The next day, May 5th, was the Feast of the Ascension, and it was spent by Jeanne in rest and in prayer. But the other leaders were not so devout. They held a crowded and anxious council of war, taking care that no news of it should reach the ears of the Maid. When, however, they had decided upon the course to pursue they sent for her, and intimated to her their decision to attack only the smaller forts, which she heard with great impatience, not sitting down, but walking about the room in disappointment and anger. It is difficult[2] for the present writer to follow the plans of this council or to understand in what way Jeanne felt herself contradicted and set aside. However it was, the fact seems certain that their plan failed at first, the English having themselves abandoned one of the smaller forts on the right side of the river and concentrated their forces in the greater ones of Les Augustins and Les Tourelles on the left bank. For all this, reference to the map is necessary, which will make it quite clear. It was Classidas, as he is called, Glasdale, the most furious enemy of France, and one of the bravest of the English captains who held the former, and for a moment succeeded in repulsing the attack. The fortune of war seemed about to turn back to its former current, and the French fell back on the boats which had brought them to the scene of action, carrying the Maid with them in their retreat. But she perceived how critical the moment was, and reining up her horse from the bank, down which she was being forced by the crowd, turned back again, closely followed by La Hire, and at once, no doubt, by the stouter hearts who only wanted a leader–and charging the English, who had regained their courage as the white armour of the witch disappeared, and were in full career after the fugitives–drove them back to their fortifications, which they gained with a rush, leaving the ground strewn with the wounded and dying. Jeanne herself did not draw bridle till she had planted her standard on the edge of the moat which surrounded the tower.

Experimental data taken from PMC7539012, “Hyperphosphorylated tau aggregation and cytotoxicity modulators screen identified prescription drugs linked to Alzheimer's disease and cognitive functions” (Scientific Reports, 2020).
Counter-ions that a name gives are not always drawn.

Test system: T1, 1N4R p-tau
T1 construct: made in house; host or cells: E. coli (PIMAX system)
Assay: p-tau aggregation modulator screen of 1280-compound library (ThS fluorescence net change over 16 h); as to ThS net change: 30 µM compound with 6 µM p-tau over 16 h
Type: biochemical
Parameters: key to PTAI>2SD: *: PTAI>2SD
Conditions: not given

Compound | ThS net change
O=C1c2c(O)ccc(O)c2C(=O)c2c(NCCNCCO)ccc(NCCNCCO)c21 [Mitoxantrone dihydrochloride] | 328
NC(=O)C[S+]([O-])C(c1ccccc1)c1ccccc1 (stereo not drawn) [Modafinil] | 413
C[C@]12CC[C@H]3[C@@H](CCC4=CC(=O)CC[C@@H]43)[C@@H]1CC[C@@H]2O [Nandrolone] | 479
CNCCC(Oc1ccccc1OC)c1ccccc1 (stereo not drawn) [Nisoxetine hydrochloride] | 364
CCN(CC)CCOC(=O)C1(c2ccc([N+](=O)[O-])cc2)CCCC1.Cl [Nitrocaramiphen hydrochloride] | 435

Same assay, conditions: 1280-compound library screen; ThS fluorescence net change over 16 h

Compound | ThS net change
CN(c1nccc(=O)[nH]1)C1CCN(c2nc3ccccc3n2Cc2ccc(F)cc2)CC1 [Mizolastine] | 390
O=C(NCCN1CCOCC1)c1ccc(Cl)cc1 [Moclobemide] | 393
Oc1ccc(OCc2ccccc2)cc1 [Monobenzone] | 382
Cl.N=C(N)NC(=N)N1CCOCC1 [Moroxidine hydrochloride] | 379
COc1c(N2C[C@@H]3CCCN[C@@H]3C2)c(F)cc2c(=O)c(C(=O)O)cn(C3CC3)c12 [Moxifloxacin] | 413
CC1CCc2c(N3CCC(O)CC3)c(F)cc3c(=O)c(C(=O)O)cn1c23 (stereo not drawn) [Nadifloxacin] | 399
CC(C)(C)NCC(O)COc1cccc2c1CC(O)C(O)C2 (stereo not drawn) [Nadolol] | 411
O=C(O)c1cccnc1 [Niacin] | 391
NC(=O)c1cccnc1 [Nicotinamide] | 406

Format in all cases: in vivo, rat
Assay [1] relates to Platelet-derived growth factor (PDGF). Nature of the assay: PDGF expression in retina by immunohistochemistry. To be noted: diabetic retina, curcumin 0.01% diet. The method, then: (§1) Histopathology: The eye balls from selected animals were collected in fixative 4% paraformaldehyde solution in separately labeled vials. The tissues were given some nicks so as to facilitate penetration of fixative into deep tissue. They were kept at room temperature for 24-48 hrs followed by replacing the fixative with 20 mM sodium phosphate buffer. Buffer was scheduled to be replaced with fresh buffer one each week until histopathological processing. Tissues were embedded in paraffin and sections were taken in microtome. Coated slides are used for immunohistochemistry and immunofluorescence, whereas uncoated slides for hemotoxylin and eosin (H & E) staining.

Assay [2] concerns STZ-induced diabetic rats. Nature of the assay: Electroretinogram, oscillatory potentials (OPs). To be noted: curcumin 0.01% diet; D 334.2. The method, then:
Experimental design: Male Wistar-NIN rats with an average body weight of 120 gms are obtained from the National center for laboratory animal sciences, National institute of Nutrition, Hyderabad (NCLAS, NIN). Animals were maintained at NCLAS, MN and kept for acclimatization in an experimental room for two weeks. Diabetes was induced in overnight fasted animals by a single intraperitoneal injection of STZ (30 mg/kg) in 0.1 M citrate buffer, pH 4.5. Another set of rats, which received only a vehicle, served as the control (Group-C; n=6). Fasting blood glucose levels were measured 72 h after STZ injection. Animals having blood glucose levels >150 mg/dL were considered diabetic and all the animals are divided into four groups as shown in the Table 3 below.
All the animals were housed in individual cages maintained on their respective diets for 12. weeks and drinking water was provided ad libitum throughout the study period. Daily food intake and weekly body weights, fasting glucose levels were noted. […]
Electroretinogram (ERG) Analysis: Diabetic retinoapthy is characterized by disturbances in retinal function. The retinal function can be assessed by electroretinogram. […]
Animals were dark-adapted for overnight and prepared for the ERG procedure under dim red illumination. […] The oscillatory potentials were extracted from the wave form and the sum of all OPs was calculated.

Michelet is very brief concerning this first victory, and claims only that “the success was due in part to the Maid," although the crowd of captains and men-at-arms where by themselves quite sufficient for the work, had there been any heart in them. But this was true to fact in almost every case: and it is clear that she was simply the heart, which was the only thing wanted to those often beaten Frenchmen; where she was, where they could hear her robust young voice echoing over all the din, they were as men inspired; when the impetus of their flight carried her also away, they became once more the defeated of so many battles. The effect upon the English was equally strong; when the back of Jeanne was turned, they were again the men of Agincourt; when she turned upon them, her white breastplate blazing out like a star, the sunshine striking dazzling rays from her helmet, they trembled before the sorceress; an angel to her own side, she was the very spirit of magic and witchcraft to her opponents. Classidas, or which captain soever of the English side it might happen to be, blaspheming from the battlements, hurled all the evil names of which a trooper was capable, upon her, while she from below summoned them, in different tones of appeal and menace, calling upon them to yield, to go home, to give up the struggle. Her form, her voice are always evident in the midst of the great stone bullets, the cloth-yard shafts that were flying–they were so near, the one above, the other below, that they could hear each other speak.